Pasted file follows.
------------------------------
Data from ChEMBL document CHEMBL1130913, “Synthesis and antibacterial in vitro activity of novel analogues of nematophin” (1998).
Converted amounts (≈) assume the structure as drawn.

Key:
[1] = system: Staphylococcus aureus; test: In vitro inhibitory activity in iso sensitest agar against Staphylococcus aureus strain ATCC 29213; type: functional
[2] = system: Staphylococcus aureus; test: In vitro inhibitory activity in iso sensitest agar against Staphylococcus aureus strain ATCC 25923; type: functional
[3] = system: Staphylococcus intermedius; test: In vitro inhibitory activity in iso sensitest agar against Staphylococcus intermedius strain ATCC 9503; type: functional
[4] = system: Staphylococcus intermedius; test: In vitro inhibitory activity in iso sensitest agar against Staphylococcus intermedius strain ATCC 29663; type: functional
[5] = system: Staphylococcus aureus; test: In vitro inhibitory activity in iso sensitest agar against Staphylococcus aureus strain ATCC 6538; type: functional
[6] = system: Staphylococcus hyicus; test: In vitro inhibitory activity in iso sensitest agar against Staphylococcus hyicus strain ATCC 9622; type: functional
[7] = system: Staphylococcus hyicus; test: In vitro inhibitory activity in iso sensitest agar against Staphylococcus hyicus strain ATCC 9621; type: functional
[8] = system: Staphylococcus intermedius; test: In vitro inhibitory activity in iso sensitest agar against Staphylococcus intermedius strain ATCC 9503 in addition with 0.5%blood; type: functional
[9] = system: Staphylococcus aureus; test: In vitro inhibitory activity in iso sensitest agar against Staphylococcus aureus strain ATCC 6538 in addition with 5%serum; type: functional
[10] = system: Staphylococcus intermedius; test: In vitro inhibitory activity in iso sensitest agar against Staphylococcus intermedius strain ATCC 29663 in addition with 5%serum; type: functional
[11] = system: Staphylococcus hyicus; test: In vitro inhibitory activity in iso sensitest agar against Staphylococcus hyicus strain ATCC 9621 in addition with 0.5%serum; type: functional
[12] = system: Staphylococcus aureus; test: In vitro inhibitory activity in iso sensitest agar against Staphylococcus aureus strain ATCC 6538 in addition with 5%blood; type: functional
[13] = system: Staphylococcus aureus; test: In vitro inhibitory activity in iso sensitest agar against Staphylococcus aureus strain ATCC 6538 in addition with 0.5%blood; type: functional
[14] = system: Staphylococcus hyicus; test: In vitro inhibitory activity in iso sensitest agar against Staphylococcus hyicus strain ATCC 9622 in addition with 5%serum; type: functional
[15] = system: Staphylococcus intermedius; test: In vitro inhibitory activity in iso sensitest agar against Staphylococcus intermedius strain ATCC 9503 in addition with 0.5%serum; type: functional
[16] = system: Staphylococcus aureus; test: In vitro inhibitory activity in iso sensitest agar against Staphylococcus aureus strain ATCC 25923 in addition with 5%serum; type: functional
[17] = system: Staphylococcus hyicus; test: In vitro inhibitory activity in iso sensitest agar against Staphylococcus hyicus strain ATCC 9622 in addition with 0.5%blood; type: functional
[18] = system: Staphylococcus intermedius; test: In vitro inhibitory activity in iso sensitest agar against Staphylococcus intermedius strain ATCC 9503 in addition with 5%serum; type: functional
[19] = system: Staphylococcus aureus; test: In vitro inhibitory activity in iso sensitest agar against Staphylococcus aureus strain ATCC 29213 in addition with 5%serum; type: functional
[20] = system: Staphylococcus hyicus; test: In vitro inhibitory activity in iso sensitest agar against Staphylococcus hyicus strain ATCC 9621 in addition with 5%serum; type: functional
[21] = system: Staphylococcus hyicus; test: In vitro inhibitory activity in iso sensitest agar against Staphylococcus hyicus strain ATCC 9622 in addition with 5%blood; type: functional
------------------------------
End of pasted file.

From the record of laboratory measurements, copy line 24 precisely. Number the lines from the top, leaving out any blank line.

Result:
[21] = system: Staphylococcus hyicus; test: In vitro inhibitory activity in iso sensitest agar against Staphylococcus hyicus strain ATCC 9622 in addition with 5%blood; type: functional